Next up would be your small mom and pop musky tackle shops. You will pay a little bit more here than our next mention, which is buying online, but we highly encourage you to support the locally-owned retailers. We don’t feel bad spending a couple extra bucks on a musky rod at the local tackle shop, and neither should you.
Of course, as with most things today, buying online tends to land the best deals. Amazon is still king, and we have purchased loads of musky fishing gear from them. Given their great shipping and customer service, you can’t go wrong buying a new musky rod from Amazon.
Last but not least, you can look to buy a used musky rod on various online marketplaces, such as Craigslist or Facebook Marketplace. Another hidden place to find great deals on used tackle is Facebook musky groups. Just do a search and you will might be pleasantly surprised with what great deals you can find on used musky rods.
Quite a few of you TigerMuskie.net readers are old enough to recall the days when the norm was simply one all-purpose musky rod. The standard for best muskie rods was a stiff, short, 5 1/2- to 6-foot pool-cue type of rod, and we all pretty much had that one single muskie rod. Back in the day, this was the only musky rod carried in stores. Sport shops would almost certainly offer a wide variety of actions and lengths in fly casting or spinning tackle, the best muskie rods were just that one single rod.
This wasn’t due to a lack of a diverse selection of musky lures. While the muskie lure department of yesteryear couldn’t match what is available today, there definitely was a complete array of musky lure weights and styles. In northern Wisconsin, lightweight, small bucktail spinners, usually weighing in at no more than 1 1/2 ounces, were for certain the most popular, but they also had a good selection of 4 to 6 ounce heavyweights. Large jerkbaits made of wood were, not surprisingly, even more popular back then than they are today.
So why was there a lack of selection with musky rods? Well, for starters, the musky rod industry simply wasn’t producing the selection of rods needed to cover the wide range of tiger musky lure techniques and weights. Few manufacturers even offered a true complement of musky rods to handle musky lure diversities, with the exception of St. Croix musky rods and a small handful of others.
Another reason for the lack of selection with muskie rods was that the retail industry itself was not as knowledgeable on musky fishing the way stores are today. As soon as you were about 30 minutes outside of an area containing musky lakes, the sport and tackle shops simply did not see stocking the best musky rods or other musky tackle as a priority.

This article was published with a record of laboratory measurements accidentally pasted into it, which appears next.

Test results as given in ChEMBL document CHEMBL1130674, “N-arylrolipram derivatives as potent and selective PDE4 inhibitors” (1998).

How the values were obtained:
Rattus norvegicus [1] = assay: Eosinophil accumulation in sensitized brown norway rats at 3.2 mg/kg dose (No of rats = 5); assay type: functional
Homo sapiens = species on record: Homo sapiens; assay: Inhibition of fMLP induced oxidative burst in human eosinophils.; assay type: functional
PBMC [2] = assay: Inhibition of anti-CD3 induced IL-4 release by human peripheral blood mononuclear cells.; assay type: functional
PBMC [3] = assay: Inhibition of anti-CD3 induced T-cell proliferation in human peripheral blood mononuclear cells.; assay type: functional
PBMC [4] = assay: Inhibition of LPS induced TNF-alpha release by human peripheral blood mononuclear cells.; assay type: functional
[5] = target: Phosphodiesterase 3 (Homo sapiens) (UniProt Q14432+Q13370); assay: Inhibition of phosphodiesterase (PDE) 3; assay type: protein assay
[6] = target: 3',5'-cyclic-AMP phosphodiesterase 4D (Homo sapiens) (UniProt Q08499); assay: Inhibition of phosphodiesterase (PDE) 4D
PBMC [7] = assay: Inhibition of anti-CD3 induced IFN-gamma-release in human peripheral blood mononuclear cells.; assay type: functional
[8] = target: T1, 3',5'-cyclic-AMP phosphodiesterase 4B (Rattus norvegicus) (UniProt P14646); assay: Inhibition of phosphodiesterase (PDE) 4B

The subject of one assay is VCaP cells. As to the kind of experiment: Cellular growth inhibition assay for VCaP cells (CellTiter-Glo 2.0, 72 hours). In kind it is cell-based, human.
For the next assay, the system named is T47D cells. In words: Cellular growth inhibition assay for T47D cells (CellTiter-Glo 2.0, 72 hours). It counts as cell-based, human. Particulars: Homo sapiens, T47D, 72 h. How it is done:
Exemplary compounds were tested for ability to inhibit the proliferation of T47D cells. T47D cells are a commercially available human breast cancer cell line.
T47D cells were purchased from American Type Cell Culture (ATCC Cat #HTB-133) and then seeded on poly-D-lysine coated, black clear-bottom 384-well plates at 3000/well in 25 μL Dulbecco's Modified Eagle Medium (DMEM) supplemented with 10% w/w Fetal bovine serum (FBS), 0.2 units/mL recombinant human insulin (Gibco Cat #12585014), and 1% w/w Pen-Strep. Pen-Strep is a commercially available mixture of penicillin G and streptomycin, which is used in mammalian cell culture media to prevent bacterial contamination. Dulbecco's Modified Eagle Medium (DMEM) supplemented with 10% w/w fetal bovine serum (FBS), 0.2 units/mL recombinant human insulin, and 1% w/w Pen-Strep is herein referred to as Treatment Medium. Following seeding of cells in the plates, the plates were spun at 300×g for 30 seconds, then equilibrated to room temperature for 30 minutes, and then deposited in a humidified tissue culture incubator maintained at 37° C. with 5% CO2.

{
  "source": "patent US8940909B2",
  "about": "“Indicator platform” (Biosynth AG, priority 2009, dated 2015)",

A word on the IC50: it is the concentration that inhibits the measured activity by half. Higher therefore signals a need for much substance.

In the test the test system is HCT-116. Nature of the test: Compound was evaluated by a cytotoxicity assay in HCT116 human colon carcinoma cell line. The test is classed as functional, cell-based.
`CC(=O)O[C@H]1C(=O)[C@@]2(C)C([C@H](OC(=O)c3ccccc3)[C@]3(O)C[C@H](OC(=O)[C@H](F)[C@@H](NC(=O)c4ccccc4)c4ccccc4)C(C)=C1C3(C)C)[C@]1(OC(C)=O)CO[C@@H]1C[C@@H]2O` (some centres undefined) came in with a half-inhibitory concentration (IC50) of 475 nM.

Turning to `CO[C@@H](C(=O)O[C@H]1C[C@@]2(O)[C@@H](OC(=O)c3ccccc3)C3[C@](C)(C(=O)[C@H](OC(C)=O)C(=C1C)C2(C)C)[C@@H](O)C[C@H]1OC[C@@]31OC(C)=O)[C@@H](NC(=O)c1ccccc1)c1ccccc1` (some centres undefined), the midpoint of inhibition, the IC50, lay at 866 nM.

Thankfully, that has changed dramatically.
A third and decisive reason for the lack in selection of muskie rods in years past was due to the available materials used at the time in larger big game fishing rods. While today’s graphite fishing rods and their various components are light but powerful, rigid, and responsive, yesterday’s muskie rods and components were both slow and heavy with very little sensitivity. In order for a muskie rod to attain proper action stiffness to effectively cast a larger 4- to 6-ounce musky lure, for example, the fiberglass needed to be beefed up a fair amount. Doing so added weight. Fishing rod weight slows down the response and deadens the sensitivity while also promoting angler fatigue.
A growing interest in musky fishing along with new technology has spawned an industry that today now features musky rods with components, lengths, and actions that can rival a pro tournament bass anglers selection. Now you can buy a muskie rod to fit basically every lure weight, and even further refine your choice to fit your height. Additionally, today’s best musky rods are manufactured with the very best components.
To go along with this 21st Century selection of musky rods, musky reels are better than ever, as well. Let’s not forget the fishing lines we fish for muskies today are also so superior to the products available just 5-10 years ago that when combined, the reel, rod, and line are perhaps the three most technologically-advanced fishing items available.
The end result is a solid collection of the best musky rod and reel combos that enables today’s musky fishing angler to fish and perform at a much higher level. Superior lure manipulation, less fatigue, fewer lost fish, far better casting ability, and a slew of other benefits are the result of the many new musky rod and reel combos. Along with there being more places to fish for muskies today, the tackle available now is also far superior. Including a great selection of muskie rods.
As you can see, musky rods have come a long way. The best musky rods for 2023 are vastly different than the ones a couple decades ago. Longer musky rod lengths and better materials have dramatically improved catch rates for today’s musky fisherman.
Today’s musky angler also has no shortage of choices for a new musky rod. We hope our buying guide has made it a little bit easier for you to select your next new musky rod.